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Commits on Apr 16, 2013
  1. @peff @gitster

    usage: allow pluggable die-recursion checks

    peff authored gitster committed
    When any git code calls die or die_errno, we use a counter
    to detect recursion into the die functions from any of the
    helper functions. However, such a simple counter is not good
    enough for threaded programs, which may call die from a
    sub-thread, killing only the sub-thread (but incrementing
    the counter for everyone).
    Rather than try to deal with threads ourselves here, let's
    just allow callers to plug in their own recursion-detection
    function. This is similar to how we handle the die routine
    (the caller plugs in a die routine which may kill only the
    Signed-off-by: Jeff King <>
    Signed-off-by: Junio C Hamano <>
Commits on Dec 15, 2012
  1. @peff @gitster

    make error()'s constant return value more visible

    peff authored gitster committed
    When git is compiled with "gcc -Wuninitialized -O3", some
    inlined calls provide an additional opportunity for the
    compiler to do static analysis on variable initialization.
    For example, with two functions like this:
      int get_foo(int *foo)
    	if (something_that_might_fail() < 0)
    		return error("unable to get foo");
    	*foo = 0;
    	return 0;
      void some_fun(void)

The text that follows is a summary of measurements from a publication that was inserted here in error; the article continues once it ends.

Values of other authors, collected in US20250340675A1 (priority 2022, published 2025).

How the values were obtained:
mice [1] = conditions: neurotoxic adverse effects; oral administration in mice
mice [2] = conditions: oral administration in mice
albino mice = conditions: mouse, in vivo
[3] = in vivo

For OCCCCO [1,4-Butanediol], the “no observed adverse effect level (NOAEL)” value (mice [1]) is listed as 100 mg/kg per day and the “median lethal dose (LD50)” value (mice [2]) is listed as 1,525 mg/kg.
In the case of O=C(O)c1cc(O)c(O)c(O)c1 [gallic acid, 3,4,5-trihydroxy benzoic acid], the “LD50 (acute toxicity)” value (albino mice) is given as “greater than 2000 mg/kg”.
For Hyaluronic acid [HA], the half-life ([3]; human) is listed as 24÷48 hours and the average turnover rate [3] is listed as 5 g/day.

int foo;
    	  if (get_foo(&foo) < 0)
    		  return -1;
    	  printf("foo is %d\n", foo);
    If get_foo() is not inlined, then when compiling some_fun,
    gcc sees only that a pointer to the local variable is
    passed, and must assume that it is an out parameter that
    is initialized after get_foo returns.
    However, when get_foo() is inlined, the compiler may look at
    all of the code together and see that some code paths in
    get_foo() do not initialize the variable. As a result, it
    prints a warning. But what the compiler can't see is that
    error() always returns -1, and therefore we know that either
    we return early from some_fun, or foo ends up initialized,
    and the code is safe.  The warning is a false positive.
    If we can make the compiler aware that error() will always
    return -1, it can do a better job of analysis. The simplest
    method would be to inline the error() function. However,
    this doesn't work, because gcc will not inline a variadc
    function. We can work around this by defining a macro. This
    relies on two gcc extensions:
      1. Variadic macros (these are present in C99, but we do
         not rely on that).
      2. Gcc treats the "##" paste operator specially between a
         comma and __VA_ARGS__, which lets our variadic macro
         work even if no format parameters are passed to
    Since we are using these extra features, we hide the macro
    behind an #ifdef. This is OK, though, because our goal was
    just to help gcc.
    Signed-off-by: Jeff King <>
    Signed-off-by: Junio C Hamano <>
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